BTW the color green and being around greenery lowers levels of stress hormone Cortisol filling you with optimism and can-do confidence… *sigh* if only I could keep my house plants alive!!!

Gem stones: just a few lol could fill pages on them: Green Aventurine: known as the gambler’s stone. Citrine: known as the merchant’s stone, leave it in your cash box to boost earnings. Lapis for confidence. Rose quartz for love. Amethyst for protection. Blue chalcedony for creativity.

Horseshoe: In Ireland they hang them points up to catch luck. In other countries they hang them downwards so luck can our out on you.

KEYS. Three keys worn together symbolize the unlocking of the doors to health, wealth and love.

OM: In Hindu mythology, Om or AUM is believed to be the first sound to pervade through the Universe at the beginning of time. Almost all Mantras are also initiated by reciting the word 'Om'. Worshippers of this sacred symbol are blessed with luck, material comforts and spiritual powers.

Rabbits Foot: The belief originates in the system of African-American folk magic known as hoodoo. A number of strictures attached to the charm that are now observed mostly in the breach: First, not any old foot from a rabbit will do: it is the left hind foot of a rabbit that is useful as a charm. A left hind foot of a rabbit shot in a cemetery will do: the phase of the moon is also important. Some authorities say that the rabbit must be taken in the full moon, while others hold instead that the rabbit must be taken in the new moon. Some sources say instead that the rabbit must be taken on a Friday, or a rainy Friday, or Friday the 13th. Some sources say that the rabbit should be shot with a silver bullet, while others say that the foot must be cut off while the rabbit is still alive. (*blink* this never was my favorite charm… LOL It wasn’t very lucky for the rabbit was it?)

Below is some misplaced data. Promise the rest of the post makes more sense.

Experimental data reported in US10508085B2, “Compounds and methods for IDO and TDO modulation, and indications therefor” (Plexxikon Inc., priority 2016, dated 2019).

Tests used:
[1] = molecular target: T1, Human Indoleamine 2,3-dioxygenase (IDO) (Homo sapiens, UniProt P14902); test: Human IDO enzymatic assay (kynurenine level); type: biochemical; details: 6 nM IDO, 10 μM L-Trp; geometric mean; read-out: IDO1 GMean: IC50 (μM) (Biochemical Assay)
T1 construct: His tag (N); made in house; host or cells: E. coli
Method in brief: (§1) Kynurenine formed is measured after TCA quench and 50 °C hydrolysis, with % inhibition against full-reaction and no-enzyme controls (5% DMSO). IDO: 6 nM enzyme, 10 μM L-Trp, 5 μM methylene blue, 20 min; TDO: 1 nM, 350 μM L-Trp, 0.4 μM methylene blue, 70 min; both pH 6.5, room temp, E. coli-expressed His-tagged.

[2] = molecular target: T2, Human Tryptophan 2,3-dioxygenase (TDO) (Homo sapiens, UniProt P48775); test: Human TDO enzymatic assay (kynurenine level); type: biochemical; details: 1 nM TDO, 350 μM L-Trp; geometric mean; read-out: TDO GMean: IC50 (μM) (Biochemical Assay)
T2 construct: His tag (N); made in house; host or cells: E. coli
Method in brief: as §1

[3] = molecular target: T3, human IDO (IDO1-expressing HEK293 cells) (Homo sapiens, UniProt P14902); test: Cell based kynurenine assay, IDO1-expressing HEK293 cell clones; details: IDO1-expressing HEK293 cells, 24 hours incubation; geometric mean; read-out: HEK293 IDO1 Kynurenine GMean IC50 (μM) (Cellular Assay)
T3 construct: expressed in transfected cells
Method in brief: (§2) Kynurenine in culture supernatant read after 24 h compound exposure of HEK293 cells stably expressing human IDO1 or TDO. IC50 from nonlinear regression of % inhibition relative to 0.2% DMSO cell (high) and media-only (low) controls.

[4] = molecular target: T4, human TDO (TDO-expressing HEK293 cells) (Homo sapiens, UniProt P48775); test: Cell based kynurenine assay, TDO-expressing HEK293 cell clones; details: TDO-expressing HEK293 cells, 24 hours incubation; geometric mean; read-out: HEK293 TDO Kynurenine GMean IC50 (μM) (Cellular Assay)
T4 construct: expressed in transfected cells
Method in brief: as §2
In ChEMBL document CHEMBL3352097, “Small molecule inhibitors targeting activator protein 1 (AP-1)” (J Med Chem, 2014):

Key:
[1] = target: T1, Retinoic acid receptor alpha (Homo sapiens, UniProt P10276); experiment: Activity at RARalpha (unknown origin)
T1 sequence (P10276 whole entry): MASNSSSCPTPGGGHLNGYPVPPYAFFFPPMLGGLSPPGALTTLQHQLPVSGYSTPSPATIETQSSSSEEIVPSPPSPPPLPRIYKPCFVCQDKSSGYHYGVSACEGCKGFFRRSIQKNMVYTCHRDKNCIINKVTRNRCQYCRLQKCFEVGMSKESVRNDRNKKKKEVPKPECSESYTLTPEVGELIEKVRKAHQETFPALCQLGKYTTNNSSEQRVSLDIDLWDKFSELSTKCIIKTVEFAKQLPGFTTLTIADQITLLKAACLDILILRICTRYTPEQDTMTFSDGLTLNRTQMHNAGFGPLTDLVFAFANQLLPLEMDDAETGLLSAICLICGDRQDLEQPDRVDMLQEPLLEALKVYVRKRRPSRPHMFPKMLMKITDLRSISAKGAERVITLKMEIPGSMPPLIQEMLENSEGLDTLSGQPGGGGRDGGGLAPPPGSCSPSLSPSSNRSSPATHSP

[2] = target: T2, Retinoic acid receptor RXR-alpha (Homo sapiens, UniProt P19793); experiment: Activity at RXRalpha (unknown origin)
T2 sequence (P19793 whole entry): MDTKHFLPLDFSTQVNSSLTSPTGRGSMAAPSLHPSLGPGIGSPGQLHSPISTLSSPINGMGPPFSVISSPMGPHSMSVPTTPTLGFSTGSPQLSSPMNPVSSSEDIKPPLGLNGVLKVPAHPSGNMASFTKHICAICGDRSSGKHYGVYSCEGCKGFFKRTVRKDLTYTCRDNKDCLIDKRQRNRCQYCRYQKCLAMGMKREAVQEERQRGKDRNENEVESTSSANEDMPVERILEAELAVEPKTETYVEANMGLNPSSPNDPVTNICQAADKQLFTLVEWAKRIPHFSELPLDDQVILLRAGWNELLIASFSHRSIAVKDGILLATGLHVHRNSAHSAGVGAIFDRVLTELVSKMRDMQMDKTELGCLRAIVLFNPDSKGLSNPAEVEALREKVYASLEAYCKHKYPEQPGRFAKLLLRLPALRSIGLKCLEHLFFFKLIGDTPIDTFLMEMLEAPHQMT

Wishbone: since the 4th century various countries have held the turkey or chicken wishbone contest. Pulling the dry bone until it snapped “lucky Break” believeing the winner’s wish or dream would come true.

Wishbox: Chinese custom of writing your wish down and placing it inside a decorated box. A prayer is said to amplify your wish. Then the box is sealed.

Do you have anything you consider a lucky charm? Me? I have a favorite piece of a aventurine I keep nearby when I write and I wear my grandmother’s ring, turning it whenever I feel the need for confidence.

Lucky charms or not… May your wishes come true except one, so you have blessings to count and still have something to strive for!!!

Mari, Who is now off to blow out the candles on her birthday cake…hmm do I get a wish for each candle? If so, It might take awhile *g*

Tuesday, March 04, 2008

Do You Read Banned Books?